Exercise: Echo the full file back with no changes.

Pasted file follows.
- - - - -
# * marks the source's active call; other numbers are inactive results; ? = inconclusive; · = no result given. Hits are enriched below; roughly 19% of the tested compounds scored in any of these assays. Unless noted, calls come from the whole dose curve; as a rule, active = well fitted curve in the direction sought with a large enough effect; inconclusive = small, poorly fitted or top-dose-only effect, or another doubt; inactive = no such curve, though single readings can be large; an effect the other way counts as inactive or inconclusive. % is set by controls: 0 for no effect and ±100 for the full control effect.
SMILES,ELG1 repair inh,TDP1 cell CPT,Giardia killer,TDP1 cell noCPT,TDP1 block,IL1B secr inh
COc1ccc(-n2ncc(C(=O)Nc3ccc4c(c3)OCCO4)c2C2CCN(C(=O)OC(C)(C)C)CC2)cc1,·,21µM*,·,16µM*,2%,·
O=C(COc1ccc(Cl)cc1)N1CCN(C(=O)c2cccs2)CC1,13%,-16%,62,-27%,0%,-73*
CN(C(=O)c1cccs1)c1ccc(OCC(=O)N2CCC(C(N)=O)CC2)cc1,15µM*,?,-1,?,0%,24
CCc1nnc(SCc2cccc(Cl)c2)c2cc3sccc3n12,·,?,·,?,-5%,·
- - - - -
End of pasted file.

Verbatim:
# * marks the source's active call; other numbers are inactive results; ? = inconclusive; · = no result given. Hits are enriched below; roughly 19% of the tested compounds scored in any of these assays. Unless noted, calls come from the whole dose curve; as a rule, active = well fitted curve in the direction sought with a large enough effect; inconclusive = small, poorly fitted or top-dose-only effect, or another doubt; inactive = no such curve, though single readings can be large; an effect the other way counts as inactive or inconclusive. % is set by controls: 0 for no effect and ±100 for the full control effect.
SMILES,ELG1 repair inh,TDP1 cell CPT,Giardia killer,TDP1 cell noCPT,TDP1 block,IL1B secr inh
COc1ccc(-n2ncc(C(=O)Nc3ccc4c(c3)OCCO4)c2C2CCN(C(=O)OC(C)(C)C)CC2)cc1,·,21µM*,·,16µM*,2%,·
O=C(COc1ccc(Cl)cc1)N1CCN(C(=O)c2cccs2)CC1,13%,-16%,62,-27%,0%,-73*
CN(C(=O)c1cccs1)c1ccc(OCC(=O)N2CCC(C(N)=O)CC2)cc1,15µM*,?,-1,?,0%,24
CCc1nnc(SCc2cccc(Cl)c2)c2cc3sccc3n12,·,?,·,?,-5%,·